Moving over to column ‘F’ that’s matched principal for fixed income and stock borrow loan business and I’ll come to that in a minute. Let me first speak to column ‘G’ which includes revenue from energy, metals, and foreign exchange. The principal transaction net revenues totaled $34.2 million that was up 1% from $33.7 million in the December quarter. Our metals business experienced wider bid ask spreads and increased market participation as many of our corporate hedgers returned and forced to the market. This was partially offset by lower revenues experienced in foreign exchange and energy.

Now let’s jump over to the net interest section or column ‘H’. In row 14 the average assets are $13.7 billion and this is down about $250 million from the last quarter. However, we maintained our market share of US segregated assets from the December quarter. In the row below this, row 15, is the net interest income earned of 122 bps. This is five basis points lower than the December quarter. The slight decline in the spread was expected as we had two less calendar days, our balances were slightly lower and some of our callable bonds were called as interest rates declined.

We’ve maintained our laddered approach to maturities consistent with previous quarters by extending approximately $7 billion or 48% of our average balances into longer dated maturities. The average maturity to extended portion is 16 months and the blended portfolio of $14 billion has an average duration of nine months.

Now let’s take a look at the fixed income business or column ‘F’ in greater detail. Let’s turn to slide seven. The fixed income group faced the challenging rate spread environment once again. Overnight spreads continued to decline including another 20% drop this quarter and that was on the heals of 50% drop in the December quarter and a 65% drop in the September quarter. Spreads have come down significantly over the past year and that created challenges for the repo portion of the fixed income business.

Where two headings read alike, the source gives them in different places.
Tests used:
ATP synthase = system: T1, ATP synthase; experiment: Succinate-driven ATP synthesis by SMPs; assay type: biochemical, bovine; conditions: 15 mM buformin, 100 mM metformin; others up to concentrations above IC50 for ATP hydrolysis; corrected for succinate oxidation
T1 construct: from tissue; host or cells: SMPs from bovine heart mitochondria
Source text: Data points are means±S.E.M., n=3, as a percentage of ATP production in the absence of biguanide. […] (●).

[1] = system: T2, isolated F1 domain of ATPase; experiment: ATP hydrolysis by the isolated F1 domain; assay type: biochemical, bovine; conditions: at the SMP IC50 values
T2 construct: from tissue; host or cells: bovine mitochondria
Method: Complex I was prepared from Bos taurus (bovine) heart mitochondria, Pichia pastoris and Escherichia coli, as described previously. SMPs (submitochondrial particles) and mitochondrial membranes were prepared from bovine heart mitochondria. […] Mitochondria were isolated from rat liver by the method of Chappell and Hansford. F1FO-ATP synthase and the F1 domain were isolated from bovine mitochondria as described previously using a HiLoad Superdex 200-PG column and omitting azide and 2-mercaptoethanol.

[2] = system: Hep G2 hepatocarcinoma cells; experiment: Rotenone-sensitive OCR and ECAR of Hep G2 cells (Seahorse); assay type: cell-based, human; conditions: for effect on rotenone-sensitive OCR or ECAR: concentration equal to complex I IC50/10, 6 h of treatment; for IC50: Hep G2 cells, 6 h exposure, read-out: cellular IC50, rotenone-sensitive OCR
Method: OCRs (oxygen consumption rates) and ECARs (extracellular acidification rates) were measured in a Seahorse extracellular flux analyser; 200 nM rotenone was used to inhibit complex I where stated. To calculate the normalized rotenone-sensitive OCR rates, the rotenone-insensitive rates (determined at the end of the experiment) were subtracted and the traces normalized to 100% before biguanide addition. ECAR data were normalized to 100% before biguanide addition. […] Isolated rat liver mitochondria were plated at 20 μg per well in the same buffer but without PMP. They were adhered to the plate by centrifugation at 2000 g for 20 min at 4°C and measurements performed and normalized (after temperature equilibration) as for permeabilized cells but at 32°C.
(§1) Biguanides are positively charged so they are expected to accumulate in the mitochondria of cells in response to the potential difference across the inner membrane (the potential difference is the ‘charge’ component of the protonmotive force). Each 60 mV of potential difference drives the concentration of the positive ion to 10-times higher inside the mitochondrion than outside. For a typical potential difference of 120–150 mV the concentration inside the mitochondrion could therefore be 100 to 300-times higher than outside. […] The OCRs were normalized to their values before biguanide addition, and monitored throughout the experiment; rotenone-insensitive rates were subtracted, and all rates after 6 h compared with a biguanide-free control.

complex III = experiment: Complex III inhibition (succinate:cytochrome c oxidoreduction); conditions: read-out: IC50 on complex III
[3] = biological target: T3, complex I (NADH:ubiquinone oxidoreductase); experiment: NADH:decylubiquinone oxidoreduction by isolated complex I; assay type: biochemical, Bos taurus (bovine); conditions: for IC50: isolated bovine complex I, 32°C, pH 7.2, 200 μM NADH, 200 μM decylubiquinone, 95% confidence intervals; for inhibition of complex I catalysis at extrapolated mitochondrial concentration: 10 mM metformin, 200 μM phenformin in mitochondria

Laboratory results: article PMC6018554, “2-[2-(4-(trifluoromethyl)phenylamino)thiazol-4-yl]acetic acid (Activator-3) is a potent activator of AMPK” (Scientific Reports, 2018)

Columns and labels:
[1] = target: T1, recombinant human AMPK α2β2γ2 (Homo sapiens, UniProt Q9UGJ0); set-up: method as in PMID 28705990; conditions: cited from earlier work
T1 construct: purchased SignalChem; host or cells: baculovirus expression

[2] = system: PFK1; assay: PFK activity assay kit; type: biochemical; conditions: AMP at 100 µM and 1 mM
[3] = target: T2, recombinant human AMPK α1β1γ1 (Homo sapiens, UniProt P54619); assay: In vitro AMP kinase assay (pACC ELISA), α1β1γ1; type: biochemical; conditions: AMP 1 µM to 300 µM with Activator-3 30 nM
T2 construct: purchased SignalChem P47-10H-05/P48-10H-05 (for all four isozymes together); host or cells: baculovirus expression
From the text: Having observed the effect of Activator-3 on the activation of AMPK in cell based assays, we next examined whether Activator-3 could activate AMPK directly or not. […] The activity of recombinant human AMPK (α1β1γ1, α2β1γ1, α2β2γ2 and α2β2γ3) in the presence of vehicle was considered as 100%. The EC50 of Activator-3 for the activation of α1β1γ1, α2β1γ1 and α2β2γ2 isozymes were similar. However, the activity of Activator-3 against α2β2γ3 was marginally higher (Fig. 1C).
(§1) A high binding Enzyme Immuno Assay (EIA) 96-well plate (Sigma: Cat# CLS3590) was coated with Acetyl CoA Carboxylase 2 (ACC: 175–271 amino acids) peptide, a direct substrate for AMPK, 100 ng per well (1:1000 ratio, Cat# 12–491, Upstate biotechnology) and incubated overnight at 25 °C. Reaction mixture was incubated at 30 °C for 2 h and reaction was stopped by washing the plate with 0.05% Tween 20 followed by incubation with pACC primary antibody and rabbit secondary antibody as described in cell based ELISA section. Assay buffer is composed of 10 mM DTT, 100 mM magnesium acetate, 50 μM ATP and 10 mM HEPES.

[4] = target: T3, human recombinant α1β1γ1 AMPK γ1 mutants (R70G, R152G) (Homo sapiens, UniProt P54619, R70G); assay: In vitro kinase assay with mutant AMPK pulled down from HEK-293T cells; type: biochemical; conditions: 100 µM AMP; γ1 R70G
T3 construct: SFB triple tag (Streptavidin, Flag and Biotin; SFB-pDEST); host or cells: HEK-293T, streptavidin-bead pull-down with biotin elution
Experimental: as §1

If you drop to the bottom of the page, despite our continued broadening of participation the fixed income markets were not immune from a narrowing of market spreads. Our fixed income revenues were down $5 million resulting in a yield of 25 basis points. This compares to 27 basis points for the December quarter.

You can see that there is a -$13.6 million in net interest revenue under securities lending this quarter. This is due to the same transactions that I discussed in December quarter where the accounting rules for certain equities futures transactions do not allow us to net offset cash flows. Therefore, offsetting $19.9 million of dividend revenue recorded in principal transactions is an offsetting expense in net interest revenue. Additionally, the loss in fixed income of $2.5 million that you see on this slide is a mark to market on inventory being held. In summary, our focus on the total net revenues generated and yields earned.